1950 Memories of Suburban Adventures


Temptation comes in many forms. For the second time in my life, it approached me in the guise of a turtle. And for the second time, I succumbed.

David disappeared after we got home from school.

“Hey David, where are you?”

“I’m in here.”

His voice came from Mom and Dad’s bedroom. I stopped at their doorway and discovered David lying across their bed. Not usually much of a reader, he seemed deeply engrossed in a stack of Playboy magazines.

Dad thought hiding his stash on top of a wide beam in the ceiling would be safe. Dad didn’t know how thorough we were. I flipped through a couple of issues and quickly realized why they’d been hidden.

I left David to his reading. My detective skills had unearthed a much better hidden treasure.

In the bottom of Dad’s sock drawer was a box of Turtles; gooey yummy chocolate-covered caramel and pecan candies. I preferred soft jelly candies, but seldom had any. Mom and Dad’s secret turtles made a great substitute.

www.lovemarks.com Impossible to resist!

Impossible to resist!

Each day, I unearthed the box and nibbled a leg off each piece. It drove me crazy that my parents, knowing their candy was within reach each night, never ate it.

The Turtles soon lost a second appendage, and before long resembled flat chocolate lumps incapable of movement.

With all their legs removed, I was forced to savor an immobile body. Of course, Mom and Dad’s sweet tooth reactivated that night and they discovered the Turtle carnage. It wasn’t my fault some people take too long to eat their candy.

There were three possible culprits residing in the house, but only one likely suspect. Mom and Dad immediately zeroed in on me without stopping to ask who ate their candy.

What happened to innocent until proven guilty? Not that I was all that innocent.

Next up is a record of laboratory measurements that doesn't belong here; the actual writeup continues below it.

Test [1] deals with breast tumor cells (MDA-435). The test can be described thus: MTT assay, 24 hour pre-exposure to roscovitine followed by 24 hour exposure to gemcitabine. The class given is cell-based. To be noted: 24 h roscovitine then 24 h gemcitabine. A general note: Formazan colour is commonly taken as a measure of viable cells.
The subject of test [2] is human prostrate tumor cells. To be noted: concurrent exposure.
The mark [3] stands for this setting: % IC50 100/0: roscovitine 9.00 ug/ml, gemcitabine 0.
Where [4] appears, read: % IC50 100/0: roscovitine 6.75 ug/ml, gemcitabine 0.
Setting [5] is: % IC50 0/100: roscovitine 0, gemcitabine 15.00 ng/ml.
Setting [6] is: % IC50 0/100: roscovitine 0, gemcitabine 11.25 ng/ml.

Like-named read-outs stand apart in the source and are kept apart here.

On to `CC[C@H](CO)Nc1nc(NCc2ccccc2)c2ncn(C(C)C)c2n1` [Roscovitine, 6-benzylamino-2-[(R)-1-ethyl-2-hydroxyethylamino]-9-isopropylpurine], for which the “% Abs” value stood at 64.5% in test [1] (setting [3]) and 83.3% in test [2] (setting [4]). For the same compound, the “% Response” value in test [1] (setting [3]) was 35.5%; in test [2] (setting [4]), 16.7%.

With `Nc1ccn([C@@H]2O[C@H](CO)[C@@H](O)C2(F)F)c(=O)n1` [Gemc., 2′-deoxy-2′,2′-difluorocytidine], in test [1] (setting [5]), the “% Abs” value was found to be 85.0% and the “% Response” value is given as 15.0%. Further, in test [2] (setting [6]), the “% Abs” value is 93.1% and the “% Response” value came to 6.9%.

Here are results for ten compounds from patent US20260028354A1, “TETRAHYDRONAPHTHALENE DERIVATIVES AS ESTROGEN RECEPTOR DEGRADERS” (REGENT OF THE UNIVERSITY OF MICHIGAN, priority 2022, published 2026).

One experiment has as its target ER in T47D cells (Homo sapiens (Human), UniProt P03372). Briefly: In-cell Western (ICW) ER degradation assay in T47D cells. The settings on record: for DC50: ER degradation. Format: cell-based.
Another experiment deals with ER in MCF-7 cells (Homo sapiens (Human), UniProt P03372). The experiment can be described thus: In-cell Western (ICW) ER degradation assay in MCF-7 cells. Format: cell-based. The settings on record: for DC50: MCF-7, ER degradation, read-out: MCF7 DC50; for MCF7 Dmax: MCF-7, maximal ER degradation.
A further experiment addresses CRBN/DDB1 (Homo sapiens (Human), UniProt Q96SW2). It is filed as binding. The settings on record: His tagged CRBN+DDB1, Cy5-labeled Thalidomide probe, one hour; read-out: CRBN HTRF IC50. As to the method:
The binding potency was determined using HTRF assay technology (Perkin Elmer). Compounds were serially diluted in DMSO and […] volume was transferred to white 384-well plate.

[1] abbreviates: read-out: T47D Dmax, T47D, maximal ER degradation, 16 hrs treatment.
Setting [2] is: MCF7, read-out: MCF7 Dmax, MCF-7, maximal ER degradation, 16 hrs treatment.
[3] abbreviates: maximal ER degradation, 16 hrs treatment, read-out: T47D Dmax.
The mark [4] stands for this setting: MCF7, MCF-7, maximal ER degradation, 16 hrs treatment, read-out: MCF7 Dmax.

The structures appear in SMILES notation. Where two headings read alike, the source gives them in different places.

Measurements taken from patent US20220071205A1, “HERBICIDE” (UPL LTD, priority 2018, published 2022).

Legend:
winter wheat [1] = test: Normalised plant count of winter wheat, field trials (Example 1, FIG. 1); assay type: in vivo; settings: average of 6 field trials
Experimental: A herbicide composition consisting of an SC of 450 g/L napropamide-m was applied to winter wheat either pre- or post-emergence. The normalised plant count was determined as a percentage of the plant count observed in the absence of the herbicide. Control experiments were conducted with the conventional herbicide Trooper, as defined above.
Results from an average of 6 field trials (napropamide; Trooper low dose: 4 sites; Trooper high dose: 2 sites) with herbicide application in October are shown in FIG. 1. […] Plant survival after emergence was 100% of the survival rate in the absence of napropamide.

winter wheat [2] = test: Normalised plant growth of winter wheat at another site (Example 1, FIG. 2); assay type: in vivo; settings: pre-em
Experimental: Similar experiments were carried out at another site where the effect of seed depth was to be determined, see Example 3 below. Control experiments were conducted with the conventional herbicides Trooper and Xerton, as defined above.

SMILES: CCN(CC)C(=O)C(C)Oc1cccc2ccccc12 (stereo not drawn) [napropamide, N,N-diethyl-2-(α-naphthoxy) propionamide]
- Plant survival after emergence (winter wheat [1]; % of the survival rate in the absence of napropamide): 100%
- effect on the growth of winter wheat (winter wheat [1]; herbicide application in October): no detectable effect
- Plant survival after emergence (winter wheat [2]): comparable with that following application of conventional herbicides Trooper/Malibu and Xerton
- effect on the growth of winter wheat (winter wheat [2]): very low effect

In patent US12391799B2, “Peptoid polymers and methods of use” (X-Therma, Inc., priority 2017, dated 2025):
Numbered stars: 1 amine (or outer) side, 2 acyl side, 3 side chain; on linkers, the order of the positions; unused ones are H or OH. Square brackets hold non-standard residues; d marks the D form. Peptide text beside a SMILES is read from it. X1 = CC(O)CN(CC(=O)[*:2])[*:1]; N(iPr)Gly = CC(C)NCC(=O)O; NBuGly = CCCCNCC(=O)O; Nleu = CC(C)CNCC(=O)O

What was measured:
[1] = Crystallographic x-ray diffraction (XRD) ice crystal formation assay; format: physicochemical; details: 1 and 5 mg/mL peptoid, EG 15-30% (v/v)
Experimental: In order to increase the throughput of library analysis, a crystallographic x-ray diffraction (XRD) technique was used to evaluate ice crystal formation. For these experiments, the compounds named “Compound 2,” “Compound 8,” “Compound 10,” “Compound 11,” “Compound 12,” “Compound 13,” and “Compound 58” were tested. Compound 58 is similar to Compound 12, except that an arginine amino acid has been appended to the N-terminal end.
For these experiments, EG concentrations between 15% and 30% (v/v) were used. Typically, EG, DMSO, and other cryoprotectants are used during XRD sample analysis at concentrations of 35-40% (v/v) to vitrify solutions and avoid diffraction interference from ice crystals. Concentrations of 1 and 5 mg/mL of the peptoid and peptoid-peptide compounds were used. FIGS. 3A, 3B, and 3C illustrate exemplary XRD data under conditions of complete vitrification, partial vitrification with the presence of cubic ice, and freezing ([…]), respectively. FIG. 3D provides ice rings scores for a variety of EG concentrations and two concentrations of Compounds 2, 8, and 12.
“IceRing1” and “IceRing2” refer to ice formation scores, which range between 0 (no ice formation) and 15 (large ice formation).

“What were you doing in my sock drawer in the first place?” asked Dad.

There was no winning answer to such an incriminating question, so I side-stepped it.

“There’s still a few left,” I said.

Dad waved a Turtle piece in front of Mom. “Look at this. She ate all around the edges.”

They didn’t offer to share their remaining Turtle lumps and I didn’t ask for any. If they bought a replacement box, then they found a lot better hiding place.

I later hid candy from my own children, but not in my sock drawer.

Lesson learned: I should have taken the entire box. They might have thought they’d eaten it themselves and just forgot.

Related Story: Chapter Three: Turtle Thief

Now it’s your turn: Did a turtle ever tempt you?

© Mary Norton-Miller and 1950s Suburban Adventures, 2012 forward. Unauthorized use and/or duplication of this material without express and written permission from this blog’s author and/or owner is strictly prohibited. Excerpts and links may be used, provided that full and clear credit is given to Mary Norton-Miller and 1950s Suburban Adventures with appropriate and specific direction to the original content.


  1. Sunni Morris says:

    My grandmother loved turtles and we got her a box every Christmas.

  2. Guilty! We’ve nibbled on a few hidden treasures in our day. Most recently, the quick spoon in the hidden Graeter’s Ice Cream container.

  3. Ralph says:

    I used to take the odd cigarette from my uncle’s packet. He never missed them or noticed how green I looked after smoking one 😆 xox

  4. mikesteeden says:

    As ever – musings that trigger memories. Wonderful stuff.

  5. Choosing says:

    I did not know turtles made of chocolate existed… they look yummy though. – I am facing the challenge in a reversed way nowadays: when my boys bring home candy from birthday parties 😉 I do ask before I take one though… well, most of the time anyway….. sometimes they just forget the lot… 😉